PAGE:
Believe Digital: Seeks Sale

This article was originally published by FORBES

This article originally appeared in Forbes

Contributing author Hugh McIntyre 


[REPORT]: Podcast Host Taxstone Pleads Guilty to Federal Weapons Charges

Hip-hop podcaster Taxstone, real name Daryl Campbell, has reportedly pleaded guilty Thursday (June 15) to two federal weapons counts from the 2016 Irving Plaza shooting. 

According to the New York Daily News, Campbell -- who was arrested earlier this year -- copped to possessing a firearm as a felon and receiving a firearm in interstate commerce. 
The May 25, 2016, shooting took place before a scheduled T.I. concert, leaving three injured -- including rapper Troy Ave, with whom Taxstone had a public beef -- and Troy Ave's bodyguard Ronald McPhatter dead.

Believe Digital: Seeks Sale

While the Manhattan U.S. Attorney's office did not charge the 31-year-old, who hosts the interview podcast Tax Season, with murder, prosecutors told the judge that Campbell brought a firearm to the venue and fired multiple shots, including the one that killed McPhatter.

Campbell faces up to 20 years in prison.

McPhatter died from his injuries in the shooting, and prosecutors also say DNA from Troy 

Ave, Ronald McPhatter and Darryl Campbell all show up on the murder weapon.

Previously, the Manhattan District Attorney’s Office have charged Troy Ave with attempted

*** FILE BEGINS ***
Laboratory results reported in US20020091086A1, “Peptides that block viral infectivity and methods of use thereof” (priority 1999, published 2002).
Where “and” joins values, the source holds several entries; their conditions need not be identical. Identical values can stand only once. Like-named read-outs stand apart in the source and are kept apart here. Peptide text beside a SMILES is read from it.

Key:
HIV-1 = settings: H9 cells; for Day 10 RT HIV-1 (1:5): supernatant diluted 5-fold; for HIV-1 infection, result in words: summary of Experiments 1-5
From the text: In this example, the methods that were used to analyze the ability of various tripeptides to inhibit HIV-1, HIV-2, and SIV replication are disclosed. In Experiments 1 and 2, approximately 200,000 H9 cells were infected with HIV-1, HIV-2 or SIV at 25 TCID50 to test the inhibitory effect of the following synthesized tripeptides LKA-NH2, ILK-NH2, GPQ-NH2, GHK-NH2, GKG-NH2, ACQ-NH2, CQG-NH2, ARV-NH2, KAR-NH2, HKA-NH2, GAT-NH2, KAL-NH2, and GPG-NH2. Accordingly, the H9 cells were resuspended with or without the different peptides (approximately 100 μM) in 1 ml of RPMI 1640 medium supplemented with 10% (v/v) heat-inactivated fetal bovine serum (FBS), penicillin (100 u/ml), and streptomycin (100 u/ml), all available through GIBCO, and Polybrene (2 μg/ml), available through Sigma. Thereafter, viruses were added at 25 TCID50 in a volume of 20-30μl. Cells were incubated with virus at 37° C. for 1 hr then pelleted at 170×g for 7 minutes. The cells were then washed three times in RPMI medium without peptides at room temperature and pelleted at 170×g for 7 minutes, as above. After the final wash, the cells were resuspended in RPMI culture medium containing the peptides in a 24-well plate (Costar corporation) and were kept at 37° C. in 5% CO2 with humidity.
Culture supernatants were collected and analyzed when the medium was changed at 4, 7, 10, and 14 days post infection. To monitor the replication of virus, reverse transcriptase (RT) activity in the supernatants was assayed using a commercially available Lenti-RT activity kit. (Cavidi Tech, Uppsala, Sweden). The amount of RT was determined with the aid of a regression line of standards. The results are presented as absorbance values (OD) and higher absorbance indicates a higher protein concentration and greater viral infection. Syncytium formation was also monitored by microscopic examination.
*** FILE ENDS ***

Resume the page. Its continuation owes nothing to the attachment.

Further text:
murder for his involvement in the shooting, which the rapper reportedly contended as self-


Tax initially given $500,000 bail, but it was quickly revoked after the government implied

 there would be more serious charges filed against him. Oddly enough, those charges, such as

 assault or murder, have yet to be given.

The podcaster’s lawyer has claimed that Troy Ave is the one who should still be behind bars

without bail, as he is the one who was seen holding the gun in security footage from the 

fateful evening. McPhatter’s family has also blamed the rapper for his bodyguard’s death.

Dr. Dre to help build a performing arts center in Compton!

Dr. Dre is signing on to help build a performing arts center for the new Compton High School in his hometown.
The rapper and producer is committing $10 million toward the new center, breaking ground by 2020. But he'll also take charge of raising the remaining money for the center, which will include a 1,200-seat theater and equipment to teach digital media production.

Believe Digital: Seeks Sale
“My goal is to provide kids with the kind of tools and learning they deserve," Dre said in a statement. "The performing arts center will be a place for young people to be creative in a way that will help further their education and positively define their future."
It's been a long time coming for the project. With the release of his Compton in 2015, the artist and Beats co-founder announced that he would donate his artist royalties from the record to fund a "new performing arts facility" in the city. Now, it seems the idea is coming to fruition.
“The support that Dre has shown to Compton over the years is unwavering and we are so excited that we will now be home to one of the greatest performing arts centers in the country,” said Satra Zurita, president of the Compton Unified School District’s Governing Board of Trustees.